These words, Jesus also speaks to you. He spoke these words to you on the cross. He spoke these words to you at your baptism. He speaks these words to you this morning. He speaks these words when you feast upon His body and blood. He speaks these words to you each and every day of your life, and He will speak these words to you as you draw your final breath.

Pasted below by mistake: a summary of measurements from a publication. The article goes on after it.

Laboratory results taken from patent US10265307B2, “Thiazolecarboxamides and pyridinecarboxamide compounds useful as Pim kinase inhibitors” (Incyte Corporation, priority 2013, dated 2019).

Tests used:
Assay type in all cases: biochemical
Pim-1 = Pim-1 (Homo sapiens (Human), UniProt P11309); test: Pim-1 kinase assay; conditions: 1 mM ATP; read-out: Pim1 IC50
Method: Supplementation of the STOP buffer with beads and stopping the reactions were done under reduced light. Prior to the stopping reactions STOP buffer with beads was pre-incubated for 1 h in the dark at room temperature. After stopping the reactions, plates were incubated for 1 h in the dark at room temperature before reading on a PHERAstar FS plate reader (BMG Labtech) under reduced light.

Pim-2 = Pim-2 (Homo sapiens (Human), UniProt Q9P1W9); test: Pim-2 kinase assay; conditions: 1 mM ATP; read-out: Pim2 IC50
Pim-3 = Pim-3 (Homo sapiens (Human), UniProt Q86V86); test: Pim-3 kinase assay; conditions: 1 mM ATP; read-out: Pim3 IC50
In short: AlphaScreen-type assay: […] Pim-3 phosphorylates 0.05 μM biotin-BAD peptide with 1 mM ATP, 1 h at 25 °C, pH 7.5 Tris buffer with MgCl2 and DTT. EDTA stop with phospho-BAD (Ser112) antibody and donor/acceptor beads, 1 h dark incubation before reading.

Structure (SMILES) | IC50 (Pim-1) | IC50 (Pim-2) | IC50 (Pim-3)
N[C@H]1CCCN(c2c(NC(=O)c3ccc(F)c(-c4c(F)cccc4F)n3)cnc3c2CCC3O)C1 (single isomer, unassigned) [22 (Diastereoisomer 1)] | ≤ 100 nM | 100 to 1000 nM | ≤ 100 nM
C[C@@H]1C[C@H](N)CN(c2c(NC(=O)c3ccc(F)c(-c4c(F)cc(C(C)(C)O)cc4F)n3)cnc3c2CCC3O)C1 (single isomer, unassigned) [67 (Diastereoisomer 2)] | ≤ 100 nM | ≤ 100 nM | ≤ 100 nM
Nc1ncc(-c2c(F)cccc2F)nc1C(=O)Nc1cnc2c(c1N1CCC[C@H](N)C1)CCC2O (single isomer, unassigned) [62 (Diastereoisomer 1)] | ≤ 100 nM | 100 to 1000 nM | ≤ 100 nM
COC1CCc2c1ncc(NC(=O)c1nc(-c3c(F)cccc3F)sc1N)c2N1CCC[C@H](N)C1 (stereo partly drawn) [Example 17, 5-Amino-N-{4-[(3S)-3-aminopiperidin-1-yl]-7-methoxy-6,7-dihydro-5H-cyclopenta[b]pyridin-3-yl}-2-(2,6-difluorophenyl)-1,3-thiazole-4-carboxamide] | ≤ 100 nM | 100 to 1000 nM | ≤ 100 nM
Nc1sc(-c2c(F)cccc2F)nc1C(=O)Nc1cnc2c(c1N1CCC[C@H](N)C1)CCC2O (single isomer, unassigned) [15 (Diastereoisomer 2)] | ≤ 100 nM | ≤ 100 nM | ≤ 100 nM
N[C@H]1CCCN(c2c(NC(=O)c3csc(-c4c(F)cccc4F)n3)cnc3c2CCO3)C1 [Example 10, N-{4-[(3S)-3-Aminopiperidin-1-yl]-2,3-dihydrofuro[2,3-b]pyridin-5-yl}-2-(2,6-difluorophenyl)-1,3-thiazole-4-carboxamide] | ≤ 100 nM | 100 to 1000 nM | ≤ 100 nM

Christ is the one and only source of blessed existence and life for us. In our sin is death, the separation from God. Left to ourselves, we should remain in this separation forever, dead beyond hope. In the person of Jesus, God sent us “the life.” Take away Jesus, and the way, truth, and the life are gone. All hope of God and heaven outside of Jesus is vanity and worse. “Except through me” is absolute and final. Despair would be the order of the day for this world, except for this wonderful news that our Lord declares. Despite the sin and evil of the world, there is a Way. The way is not what we would expect. The way is not a route or a set of directions. Instead, it is a person – Jesus Himself. We cannot travel this route. Instead Jesus must take us. In fact, that is exactly what He promised when He said, “I will come again and will take you to myself, that where I am you may be also.”